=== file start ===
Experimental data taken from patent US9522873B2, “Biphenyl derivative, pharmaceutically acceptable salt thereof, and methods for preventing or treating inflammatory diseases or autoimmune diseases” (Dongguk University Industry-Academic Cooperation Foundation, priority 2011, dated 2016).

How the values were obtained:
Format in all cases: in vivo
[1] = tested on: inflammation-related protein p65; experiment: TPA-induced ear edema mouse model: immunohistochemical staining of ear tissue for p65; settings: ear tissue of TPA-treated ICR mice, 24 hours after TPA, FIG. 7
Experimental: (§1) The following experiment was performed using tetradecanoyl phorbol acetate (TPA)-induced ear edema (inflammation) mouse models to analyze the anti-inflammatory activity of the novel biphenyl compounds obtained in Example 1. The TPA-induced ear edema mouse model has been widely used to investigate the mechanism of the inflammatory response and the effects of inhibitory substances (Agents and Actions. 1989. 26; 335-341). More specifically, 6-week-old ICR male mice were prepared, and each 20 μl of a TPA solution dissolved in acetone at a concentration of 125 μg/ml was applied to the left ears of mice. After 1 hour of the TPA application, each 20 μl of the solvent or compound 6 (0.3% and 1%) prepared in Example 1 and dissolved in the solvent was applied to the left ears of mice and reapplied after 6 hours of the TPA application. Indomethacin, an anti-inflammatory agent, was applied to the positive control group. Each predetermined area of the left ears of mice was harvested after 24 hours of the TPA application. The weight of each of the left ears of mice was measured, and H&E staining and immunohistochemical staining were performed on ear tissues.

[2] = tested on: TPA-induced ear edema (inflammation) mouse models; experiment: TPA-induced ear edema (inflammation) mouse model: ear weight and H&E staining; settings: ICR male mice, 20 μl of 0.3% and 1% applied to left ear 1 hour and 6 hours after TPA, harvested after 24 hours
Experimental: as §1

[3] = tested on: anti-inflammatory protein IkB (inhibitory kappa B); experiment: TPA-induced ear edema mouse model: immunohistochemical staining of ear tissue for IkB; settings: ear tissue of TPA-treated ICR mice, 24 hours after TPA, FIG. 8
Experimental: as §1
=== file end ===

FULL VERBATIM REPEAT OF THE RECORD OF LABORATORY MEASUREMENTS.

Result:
Experimental data taken from patent US9522873B2, “Biphenyl derivative, pharmaceutically acceptable salt thereof, and methods for preventing or treating inflammatory diseases or autoimmune diseases” (Dongguk University Industry-Academic Cooperation Foundation, priority 2011, dated 2016).

How the values were obtained:
Format in all cases: in vivo
[1] = tested on: inflammation-related protein p65; experiment: TPA-induced ear edema mouse model: immunohistochemical staining of ear tissue for p65; settings: ear tissue of TPA-treated ICR mice, 24 hours after TPA, FIG. 7
Experimental: (§1) The following experiment was performed using tetradecanoyl phorbol acetate (TPA)-induced ear edema (inflammation) mouse models to analyze the anti-inflammatory activity of the novel biphenyl compounds obtained in Example 1. The TPA-induced ear edema mouse model has been widely used to investigate the mechanism of the inflammatory response and the effects of inhibitory substances (Agents and Actions. 1989. 26; 335-341). More specifically, 6-week-old ICR male mice were prepared, and each 20 μl of a TPA solution dissolved in acetone at a concentration of 125 μg/ml was applied to the left ears of mice. After 1 hour of the TPA application, each 20 μl of the solvent or compound 6 (0.3% and 1%) prepared in Example 1 and dissolved in the solvent was applied to the left ears of mice and reapplied after 6 hours of the TPA application. Indomethacin, an anti-inflammatory agent, was applied to the positive control group. Each predetermined area of the left ears of mice was harvested after 24 hours of the TPA application. The weight of each of the left ears of mice was measured, and H&E staining and immunohistochemical staining were performed on ear tissues.

[2] = tested on: TPA-induced ear edema (inflammation) mouse models; experiment: TPA-induced ear edema (inflammation) mouse model: ear weight and H&E staining; settings: ICR male mice, 20 μl of 0.3% and 1% applied to left ear 1 hour and 6 hours after TPA, harvested after 24 hours
Experimental: as §1

[3] = tested on: anti-inflammatory protein IkB (inhibitory kappa B); experiment: TPA-induced ear edema mouse model: immunohistochemical staining of ear tissue for IkB; settings: ear tissue of TPA-treated ICR mice, 24 hours after TPA, FIG. 8
Experimental: as §1